Student loan Bankruptcy

Debt relief for student loans

Earning higher education is a milestone in the lives of many young people today with just under 35% of the population having attended college education.

Unfortunately, for many students, that education comes at an astronomical price. The result is a newly educated population in a challenging job market with a staggering amount of debt to begin their young lives. The result of this unsustainable system is a new interest in student loan forgiveness, the most common of which involve filing for bankruptcy.

While there is a common understanding that student loans are challenging to dissolve, there may be other options for you if you find the payments are unmanageable. Read below for more. 

Eligibility for Forgiveness

Whether you are looking to discharge federal loans or private student loans, there are eligibility requirements you must first meet. These come in the form of various tests to determine whether you qualify for loan forgiveness based on need. 

The Brunner Test

This is a type of means test that determines whether your student loans are contributing to a financial situation that prohibits you from having a minimum standard in quality of life.

There are three tenants to this test:

  • Poverty
    The poverty assessment is there to show the courts that between student loans and personal expenses (utilities, food, housing), you are not able to maintain a minimal standard of living.
  • Persistence
    The average repayment period of student loans is approximately 21 years— a significant length of time. The persistence segment of the Brunner test is there to show your adverse financial situation will persist for most, if not all, of your repayment period. This is particularly true if you still have a large outstanding balance and are over the age of 50.
  • Good Faith Efforts
    To show good faith, you must be able to prove a history of attempting to repay your loans. This is a safeguard against individuals who may have the means to pay but are looking to evade their debt.

The above factors, when met, prove the criteria necessary for meeting undue hardship requirements— a legal terminology which indicates that repaying loans would make you unable to maintain a minimum standard of living. Proving this point, while not a form of debt relief in and of itself, can greatly help your case if attempting to discharge student loans through bankruptcy.

Filing Process

For individuals who have exhausted all other options and meet the requirements for undue hardship, filing for bankruptcy is often the final possibility to have their loan discharged. This is most commonly completely through a Chapter 7 bankruptcy, though some individuals seek Chapter 13 relief as an alternative.

As a liquidation plan, Chapter 7 seeks to eliminate as much debt as possible. For those in need, this may also mean having student loans fully discharged in bankruptcy. Unfortunately, the risk and impact of Chapter 7 can become remarkably severe, sometimes using valuable assets (such as a car or a home) as repayment for your debts. While there are many exemptions that can save your personal possessions from liquidation, it is something that must be handed with a lawyer to ensure the best outcome possible.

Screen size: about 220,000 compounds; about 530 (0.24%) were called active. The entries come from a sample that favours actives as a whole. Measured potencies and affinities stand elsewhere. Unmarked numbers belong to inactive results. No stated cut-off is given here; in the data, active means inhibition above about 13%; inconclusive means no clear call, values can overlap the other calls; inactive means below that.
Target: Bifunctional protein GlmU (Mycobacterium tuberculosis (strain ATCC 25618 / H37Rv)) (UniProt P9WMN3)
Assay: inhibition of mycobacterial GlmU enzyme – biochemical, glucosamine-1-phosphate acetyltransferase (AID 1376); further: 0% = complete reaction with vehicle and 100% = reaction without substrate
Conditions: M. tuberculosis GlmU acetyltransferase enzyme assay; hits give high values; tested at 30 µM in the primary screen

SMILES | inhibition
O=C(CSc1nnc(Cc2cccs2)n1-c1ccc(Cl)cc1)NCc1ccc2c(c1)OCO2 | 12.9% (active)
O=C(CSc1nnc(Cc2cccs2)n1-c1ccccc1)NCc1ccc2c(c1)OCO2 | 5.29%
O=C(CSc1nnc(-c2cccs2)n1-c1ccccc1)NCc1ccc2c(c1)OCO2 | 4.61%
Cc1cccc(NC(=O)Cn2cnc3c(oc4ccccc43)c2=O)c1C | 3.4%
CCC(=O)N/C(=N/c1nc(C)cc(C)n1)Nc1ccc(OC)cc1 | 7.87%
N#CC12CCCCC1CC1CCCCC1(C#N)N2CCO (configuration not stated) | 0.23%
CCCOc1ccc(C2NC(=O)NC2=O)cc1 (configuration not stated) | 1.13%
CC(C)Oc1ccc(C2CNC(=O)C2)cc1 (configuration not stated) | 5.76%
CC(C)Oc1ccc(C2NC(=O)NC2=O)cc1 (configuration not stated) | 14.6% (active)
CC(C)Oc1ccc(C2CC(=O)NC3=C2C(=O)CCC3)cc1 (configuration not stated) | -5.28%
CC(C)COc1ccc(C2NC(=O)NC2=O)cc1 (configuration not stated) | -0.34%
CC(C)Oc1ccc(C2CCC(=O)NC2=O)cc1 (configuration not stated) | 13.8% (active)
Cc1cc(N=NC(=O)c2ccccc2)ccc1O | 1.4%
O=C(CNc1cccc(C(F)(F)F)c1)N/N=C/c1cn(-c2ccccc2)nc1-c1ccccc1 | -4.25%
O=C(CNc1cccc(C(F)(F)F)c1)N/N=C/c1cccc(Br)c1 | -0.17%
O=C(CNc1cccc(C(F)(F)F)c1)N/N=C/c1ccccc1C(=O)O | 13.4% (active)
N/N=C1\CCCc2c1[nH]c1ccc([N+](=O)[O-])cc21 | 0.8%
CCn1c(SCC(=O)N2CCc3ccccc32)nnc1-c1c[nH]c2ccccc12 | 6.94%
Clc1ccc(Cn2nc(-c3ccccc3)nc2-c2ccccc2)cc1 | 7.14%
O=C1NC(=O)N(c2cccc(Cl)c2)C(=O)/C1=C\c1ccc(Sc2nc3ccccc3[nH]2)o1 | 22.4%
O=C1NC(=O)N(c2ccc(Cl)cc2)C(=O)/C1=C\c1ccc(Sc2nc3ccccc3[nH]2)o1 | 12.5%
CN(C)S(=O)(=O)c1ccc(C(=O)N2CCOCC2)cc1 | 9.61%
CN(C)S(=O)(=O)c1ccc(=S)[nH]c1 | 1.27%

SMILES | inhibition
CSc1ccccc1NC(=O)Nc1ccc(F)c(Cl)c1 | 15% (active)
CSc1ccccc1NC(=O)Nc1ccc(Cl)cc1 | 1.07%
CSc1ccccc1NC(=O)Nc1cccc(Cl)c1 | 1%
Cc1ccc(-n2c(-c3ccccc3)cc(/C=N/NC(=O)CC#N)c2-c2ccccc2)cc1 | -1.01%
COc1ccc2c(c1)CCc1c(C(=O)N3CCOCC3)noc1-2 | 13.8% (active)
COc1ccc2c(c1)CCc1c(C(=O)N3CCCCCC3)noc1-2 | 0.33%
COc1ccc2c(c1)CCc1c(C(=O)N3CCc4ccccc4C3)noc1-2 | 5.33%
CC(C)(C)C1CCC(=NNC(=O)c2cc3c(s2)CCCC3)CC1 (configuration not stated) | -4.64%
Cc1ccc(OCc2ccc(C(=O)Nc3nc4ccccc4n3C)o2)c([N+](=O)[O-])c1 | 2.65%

What happens to student loans in Chapter 13 bankruptcy is slightly different, credit to the repayment nature of this filing. This Chapter is better for those individuals who are working full time and could otherwise make monthly payments if only the amount was lower. Unlike Chapter 7, student loans in Chapter 13 are built into a debt repayment plan, and your outstanding debt is paid back in installments over the course of 3-5 years.

A Lasting Impact

As a rule, Chapter 7 will stay on your credit score for up to 10 years and Chapter 13 will stay up to 7 years, negatively impacting many areas of your life aside from your credit score. This includes difficulties securing financing in the future, potentially difficulty renting a property, and trouble with securing a line of credit should it be needed.

If Your Filling Gets Denied

What happens to student loans in Chapter 7 Bankruptcy is largely up to the courts. This is the unfortunate truth whether you have private or federal student loans. As such, if the court rules against your case, you must continue on with loan payments in whatever way possible.

While speaking with an attorney can help you identify the resources most useful to you, speaking with lenders and trying to consolidate your loans can often provide impactful relief though lowering interest rates and making payments easier to track.

Speaking With an Experienced Ohio Attorney

When considering Chapter 13 or Chapter 7 bankruptcy for student loans, it’s important to have an attorney by your side to help guide you through the process. Not only will this help you avoid mistakes that can hold back your case, it allows you to make the most of what exemptions the bankruptcy code has to offer.

As a bankruptcy attorney, I have worked with many individuals suffering from unmanageable debt. This has led to practice, training, and personal experience in many of the challenges and solutions faced for people who need help regaining financial control.

Need a debt consultation, we are here to help. Reach out by giving us a call at (216) 241 2510 to speak with an attorney about your case. It might help you more than you think.

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